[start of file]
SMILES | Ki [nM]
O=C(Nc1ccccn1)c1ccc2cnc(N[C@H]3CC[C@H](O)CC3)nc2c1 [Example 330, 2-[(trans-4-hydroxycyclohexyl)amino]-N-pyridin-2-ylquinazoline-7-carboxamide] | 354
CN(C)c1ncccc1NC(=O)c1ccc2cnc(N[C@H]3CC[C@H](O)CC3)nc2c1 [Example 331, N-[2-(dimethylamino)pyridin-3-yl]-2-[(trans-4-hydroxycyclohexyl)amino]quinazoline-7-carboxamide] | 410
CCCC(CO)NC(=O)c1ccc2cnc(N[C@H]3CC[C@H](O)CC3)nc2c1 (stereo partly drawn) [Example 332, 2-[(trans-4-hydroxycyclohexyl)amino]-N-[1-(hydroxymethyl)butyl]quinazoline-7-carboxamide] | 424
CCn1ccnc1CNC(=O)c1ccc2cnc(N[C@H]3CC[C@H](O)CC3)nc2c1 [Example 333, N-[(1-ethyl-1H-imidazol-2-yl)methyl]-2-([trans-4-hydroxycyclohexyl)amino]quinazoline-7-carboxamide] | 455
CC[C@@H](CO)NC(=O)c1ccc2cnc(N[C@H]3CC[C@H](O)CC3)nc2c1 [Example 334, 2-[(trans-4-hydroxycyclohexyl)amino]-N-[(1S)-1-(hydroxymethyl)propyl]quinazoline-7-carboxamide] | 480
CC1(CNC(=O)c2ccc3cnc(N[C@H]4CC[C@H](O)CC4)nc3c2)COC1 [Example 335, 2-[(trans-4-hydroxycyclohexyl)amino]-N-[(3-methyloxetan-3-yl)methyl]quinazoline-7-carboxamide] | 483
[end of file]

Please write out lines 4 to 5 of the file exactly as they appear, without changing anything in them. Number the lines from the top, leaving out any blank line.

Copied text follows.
CCCC(CO)NC(=O)c1ccc2cnc(N[C@H]3CC[C@H](O)CC3)nc2c1 (stereo partly drawn) [Example 332, 2-[(trans-4-hydroxycyclohexyl)amino]-N-[1-(hydroxymethyl)butyl]quinazoline-7-carboxamide] | 424
CCn1ccnc1CNC(=O)c1ccc2cnc(N[C@H]3CC[C@H](O)CC3)nc2c1 [Example 333, N-[(1-ethyl-1H-imidazol-2-yl)methyl]-2-([trans-4-hydroxycyclohexyl)amino]quinazoline-7-carboxamide] | 455